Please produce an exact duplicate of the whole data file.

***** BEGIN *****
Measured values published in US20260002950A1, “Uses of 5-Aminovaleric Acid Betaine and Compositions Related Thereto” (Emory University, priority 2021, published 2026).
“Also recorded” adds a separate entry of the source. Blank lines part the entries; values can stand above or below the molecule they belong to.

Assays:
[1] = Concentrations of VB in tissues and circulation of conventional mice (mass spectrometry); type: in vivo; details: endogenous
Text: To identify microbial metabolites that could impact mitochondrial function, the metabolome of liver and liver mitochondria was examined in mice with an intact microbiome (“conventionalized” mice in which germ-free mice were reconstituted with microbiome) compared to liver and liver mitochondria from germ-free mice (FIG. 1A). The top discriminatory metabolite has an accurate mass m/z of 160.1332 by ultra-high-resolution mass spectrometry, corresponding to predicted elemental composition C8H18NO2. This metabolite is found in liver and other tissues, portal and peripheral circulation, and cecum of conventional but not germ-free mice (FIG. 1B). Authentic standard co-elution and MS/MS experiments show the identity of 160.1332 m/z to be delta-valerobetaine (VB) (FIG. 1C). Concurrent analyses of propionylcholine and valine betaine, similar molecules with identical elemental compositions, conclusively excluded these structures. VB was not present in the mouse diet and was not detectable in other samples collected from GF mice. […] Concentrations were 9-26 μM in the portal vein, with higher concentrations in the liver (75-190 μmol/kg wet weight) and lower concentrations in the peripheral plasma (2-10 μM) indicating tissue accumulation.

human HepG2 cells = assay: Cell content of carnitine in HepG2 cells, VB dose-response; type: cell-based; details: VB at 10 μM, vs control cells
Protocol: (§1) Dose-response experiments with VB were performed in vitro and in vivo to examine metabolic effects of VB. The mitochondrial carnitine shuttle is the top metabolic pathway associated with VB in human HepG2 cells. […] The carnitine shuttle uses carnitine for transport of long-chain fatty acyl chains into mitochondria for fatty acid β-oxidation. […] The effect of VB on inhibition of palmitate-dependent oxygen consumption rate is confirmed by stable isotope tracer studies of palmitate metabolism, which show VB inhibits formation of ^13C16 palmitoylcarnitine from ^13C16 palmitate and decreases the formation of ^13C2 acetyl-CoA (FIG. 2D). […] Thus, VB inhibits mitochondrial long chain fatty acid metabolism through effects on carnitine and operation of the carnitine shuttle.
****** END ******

Measured values published in US20260002950A1, “Uses of 5-Aminovaleric Acid Betaine and Compositions Related Thereto” (Emory University, priority 2021, published 2026).
“Also recorded” adds a separate entry of the source. Blank lines part the entries; values can stand above or below the molecule they belong to.

Assays:
[1] = Concentrations of VB in tissues and circulation of conventional mice (mass spectrometry); type: in vivo; details: endogenous
Text: To identify microbial metabolites that could impact mitochondrial function, the metabolome of liver and liver mitochondria was examined in mice with an intact microbiome (“conventionalized” mice in which germ-free mice were reconstituted with microbiome) compared to liver and liver mitochondria from germ-free mice (FIG. 1A). The top discriminatory metabolite has an accurate mass m/z of 160.1332 by ultra-high-resolution mass spectrometry, corresponding to predicted elemental composition C8H18NO2. This metabolite is found in liver and other tissues, portal and peripheral circulation, and cecum of conventional but not germ-free mice (FIG. 1B). Authentic standard co-elution and MS/MS experiments show the identity of 160.1332 m/z to be delta-valerobetaine (VB) (FIG. 1C). Concurrent analyses of propionylcholine and valine betaine, similar molecules with identical elemental compositions, conclusively excluded these structures. VB was not present in the mouse diet and was not detectable in other samples collected from GF mice. […] Concentrations were 9-26 μM in the portal vein, with higher concentrations in the liver (75-190 μmol/kg wet weight) and lower concentrations in the peripheral plasma (2-10 μM) indicating tissue accumulation.

human HepG2 cells = assay: Cell content of carnitine in HepG2 cells, VB dose-response; type: cell-based; details: VB at 10 μM, vs control cells
Protocol: (§1) Dose-response experiments with VB were performed in vitro and in vivo to examine metabolic effects of VB. The mitochondrial carnitine shuttle is the top metabolic pathway associated with VB in human HepG2 cells. […] The carnitine shuttle uses carnitine for transport of long-chain fatty acyl chains into mitochondria for fatty acid β-oxidation. […] The effect of VB on inhibition of palmitate-dependent oxygen consumption rate is confirmed by stable isotope tracer studies of palmitate metabolism, which show VB inhibits formation of ^13C16 palmitoylcarnitine from ^13C16 palmitate and decreases the formation of ^13C2 acetyl-CoA (FIG. 2D). […] Thus, VB inhibits mitochondrial long chain fatty acid metabolism through effects on carnitine and operation of the carnitine shuttle.